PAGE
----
English professor Richard Pioreck used Simpsons references for years in his college courses on various subjects. One course was actually an online literature course based entirely on selections from the show ranging from Edgar Allan Poe’s The Raven to Dickens’ A Christmas Carol. An English professor from Xavier University in Chicago actually co-wrote a book called The Simpsons in the Classroom: Embiggening the Learning Experience with the Wisdom of Springfield focused on using the show as a teaching aide. Other schools have used the Simpsons as a jumping off point to teach topics as diverse as economics, philosophy, political science, and sociology.
This isn’t to say everyone enjoys the use of Simpsons references in lessons. In 2010, over 400 people signed a petition to make a UK school remove the show from a media module being taught to students that focused on a single episode and the opening as a way of showing language in media and satire and parody.
5. The Show Has Led to Language Changes
A surprising number of people are familiar with the word “embiggens.” It’ll get you nearly half a million hits on Google, which isn’t bad for a word that The Simpsons made up back in 1996. The word, meaning “to make bigger” was part of the Springfield town motto “a noble spirit embiggens the smallest man.” In fairness, the word “embiggen” did seem to already exist in the 19th century as a term that meant “to embolden” but it was not really a word that anyone used.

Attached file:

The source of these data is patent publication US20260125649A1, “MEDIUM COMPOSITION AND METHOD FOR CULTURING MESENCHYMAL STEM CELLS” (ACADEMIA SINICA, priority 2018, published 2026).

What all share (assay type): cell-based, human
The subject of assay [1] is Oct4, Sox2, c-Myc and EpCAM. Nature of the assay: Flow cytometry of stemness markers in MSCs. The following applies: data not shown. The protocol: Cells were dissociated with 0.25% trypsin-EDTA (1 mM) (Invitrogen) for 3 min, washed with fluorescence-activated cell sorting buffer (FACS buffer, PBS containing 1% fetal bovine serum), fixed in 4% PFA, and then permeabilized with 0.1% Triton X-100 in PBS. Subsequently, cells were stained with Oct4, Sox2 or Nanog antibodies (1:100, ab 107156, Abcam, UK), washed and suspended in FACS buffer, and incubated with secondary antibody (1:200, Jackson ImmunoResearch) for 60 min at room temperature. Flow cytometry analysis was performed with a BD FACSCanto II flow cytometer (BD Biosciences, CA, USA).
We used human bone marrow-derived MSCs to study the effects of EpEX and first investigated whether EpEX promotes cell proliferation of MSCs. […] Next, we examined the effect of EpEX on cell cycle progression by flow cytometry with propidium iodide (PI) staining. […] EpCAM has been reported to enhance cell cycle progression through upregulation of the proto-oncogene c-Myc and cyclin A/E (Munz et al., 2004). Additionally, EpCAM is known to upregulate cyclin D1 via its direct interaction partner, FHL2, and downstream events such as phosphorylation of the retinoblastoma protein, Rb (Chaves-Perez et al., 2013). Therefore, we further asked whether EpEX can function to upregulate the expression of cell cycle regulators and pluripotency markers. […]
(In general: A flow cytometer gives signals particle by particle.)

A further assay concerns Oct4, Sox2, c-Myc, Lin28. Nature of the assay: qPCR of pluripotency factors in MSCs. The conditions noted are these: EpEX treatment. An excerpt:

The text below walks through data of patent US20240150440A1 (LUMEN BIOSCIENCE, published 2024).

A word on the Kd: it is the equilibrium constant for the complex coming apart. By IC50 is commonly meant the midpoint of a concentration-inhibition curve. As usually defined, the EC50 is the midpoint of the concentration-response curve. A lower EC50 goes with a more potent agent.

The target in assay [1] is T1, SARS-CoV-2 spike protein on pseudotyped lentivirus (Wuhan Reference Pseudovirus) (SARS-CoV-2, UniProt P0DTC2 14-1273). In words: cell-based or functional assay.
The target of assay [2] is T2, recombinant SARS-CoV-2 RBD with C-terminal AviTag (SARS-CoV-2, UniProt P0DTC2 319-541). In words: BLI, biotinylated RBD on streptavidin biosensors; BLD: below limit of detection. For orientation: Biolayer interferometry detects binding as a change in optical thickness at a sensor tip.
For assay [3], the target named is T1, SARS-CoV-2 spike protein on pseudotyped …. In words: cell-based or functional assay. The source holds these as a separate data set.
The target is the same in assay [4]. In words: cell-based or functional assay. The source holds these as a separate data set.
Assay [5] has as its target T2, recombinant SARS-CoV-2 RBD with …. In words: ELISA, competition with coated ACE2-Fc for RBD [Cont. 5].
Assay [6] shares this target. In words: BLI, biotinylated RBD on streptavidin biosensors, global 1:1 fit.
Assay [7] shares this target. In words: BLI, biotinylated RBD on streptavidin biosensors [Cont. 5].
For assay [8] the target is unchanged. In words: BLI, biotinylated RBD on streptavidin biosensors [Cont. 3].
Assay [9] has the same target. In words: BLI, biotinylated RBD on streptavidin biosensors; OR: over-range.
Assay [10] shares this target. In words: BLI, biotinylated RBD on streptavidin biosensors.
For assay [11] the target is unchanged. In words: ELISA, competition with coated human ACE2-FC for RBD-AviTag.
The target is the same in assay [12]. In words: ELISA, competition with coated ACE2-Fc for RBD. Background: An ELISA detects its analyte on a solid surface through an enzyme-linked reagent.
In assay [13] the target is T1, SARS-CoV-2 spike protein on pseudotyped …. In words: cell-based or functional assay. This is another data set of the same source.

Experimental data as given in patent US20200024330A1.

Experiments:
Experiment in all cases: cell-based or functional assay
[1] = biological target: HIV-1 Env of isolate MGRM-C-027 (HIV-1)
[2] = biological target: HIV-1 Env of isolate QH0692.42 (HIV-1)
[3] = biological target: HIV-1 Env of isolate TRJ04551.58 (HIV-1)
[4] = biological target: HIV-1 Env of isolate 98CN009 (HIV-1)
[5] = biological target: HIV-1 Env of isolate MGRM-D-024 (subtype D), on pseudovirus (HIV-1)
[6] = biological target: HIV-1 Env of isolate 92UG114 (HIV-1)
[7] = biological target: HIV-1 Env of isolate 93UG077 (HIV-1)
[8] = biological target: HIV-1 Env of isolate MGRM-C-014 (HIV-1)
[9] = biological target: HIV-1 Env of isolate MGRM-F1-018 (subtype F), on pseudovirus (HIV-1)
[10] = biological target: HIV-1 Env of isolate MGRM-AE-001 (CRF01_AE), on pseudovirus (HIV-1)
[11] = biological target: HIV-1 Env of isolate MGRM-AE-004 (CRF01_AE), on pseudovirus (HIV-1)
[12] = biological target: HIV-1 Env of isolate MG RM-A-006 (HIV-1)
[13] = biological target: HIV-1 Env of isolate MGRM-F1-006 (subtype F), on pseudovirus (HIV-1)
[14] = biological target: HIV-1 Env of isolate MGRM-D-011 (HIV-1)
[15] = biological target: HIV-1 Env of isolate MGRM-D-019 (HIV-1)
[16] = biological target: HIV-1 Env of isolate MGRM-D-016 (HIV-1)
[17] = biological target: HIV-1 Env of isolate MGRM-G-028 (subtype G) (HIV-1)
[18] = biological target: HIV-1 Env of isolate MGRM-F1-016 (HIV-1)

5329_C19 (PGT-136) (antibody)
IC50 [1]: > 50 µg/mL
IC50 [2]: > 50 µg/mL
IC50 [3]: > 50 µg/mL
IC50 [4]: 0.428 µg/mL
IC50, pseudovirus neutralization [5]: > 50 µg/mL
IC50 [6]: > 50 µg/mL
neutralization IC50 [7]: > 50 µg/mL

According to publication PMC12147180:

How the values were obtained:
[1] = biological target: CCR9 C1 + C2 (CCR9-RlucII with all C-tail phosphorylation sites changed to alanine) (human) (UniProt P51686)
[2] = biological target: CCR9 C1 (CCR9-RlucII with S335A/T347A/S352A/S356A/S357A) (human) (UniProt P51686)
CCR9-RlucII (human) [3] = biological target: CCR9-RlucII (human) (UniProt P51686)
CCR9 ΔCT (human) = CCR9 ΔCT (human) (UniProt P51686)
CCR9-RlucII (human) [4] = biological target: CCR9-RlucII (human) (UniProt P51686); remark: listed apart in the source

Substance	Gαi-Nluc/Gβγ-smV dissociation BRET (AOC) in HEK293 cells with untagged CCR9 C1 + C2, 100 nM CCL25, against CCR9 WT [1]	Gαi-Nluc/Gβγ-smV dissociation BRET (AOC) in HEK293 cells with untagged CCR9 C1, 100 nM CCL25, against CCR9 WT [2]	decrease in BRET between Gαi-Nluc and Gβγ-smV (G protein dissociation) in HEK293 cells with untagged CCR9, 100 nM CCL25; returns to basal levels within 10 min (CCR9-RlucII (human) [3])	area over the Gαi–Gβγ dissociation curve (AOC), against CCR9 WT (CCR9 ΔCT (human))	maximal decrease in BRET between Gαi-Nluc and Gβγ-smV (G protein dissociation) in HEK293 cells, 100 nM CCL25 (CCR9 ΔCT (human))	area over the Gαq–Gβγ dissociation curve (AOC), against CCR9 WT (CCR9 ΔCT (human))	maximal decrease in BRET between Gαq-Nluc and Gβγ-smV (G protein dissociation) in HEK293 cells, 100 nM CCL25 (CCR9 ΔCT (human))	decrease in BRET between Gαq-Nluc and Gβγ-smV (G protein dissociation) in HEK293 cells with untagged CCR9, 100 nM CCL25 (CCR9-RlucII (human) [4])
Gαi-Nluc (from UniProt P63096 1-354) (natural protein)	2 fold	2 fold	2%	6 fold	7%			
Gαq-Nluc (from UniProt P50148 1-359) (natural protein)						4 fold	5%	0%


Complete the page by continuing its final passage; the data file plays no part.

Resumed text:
Embiggen is not the only lexical contribution the show can lay claim to and, even if not every utterance makes it to the dictionary, they’re still significant parts of our culture. Everyone knows what “d’oh!” means when they hear and a good number would understand how “cromulent” works in a sentence. Even the word “meh,” while not coined by The Simpsons, was popularized as what is basically the verbal equivalent of a shrug.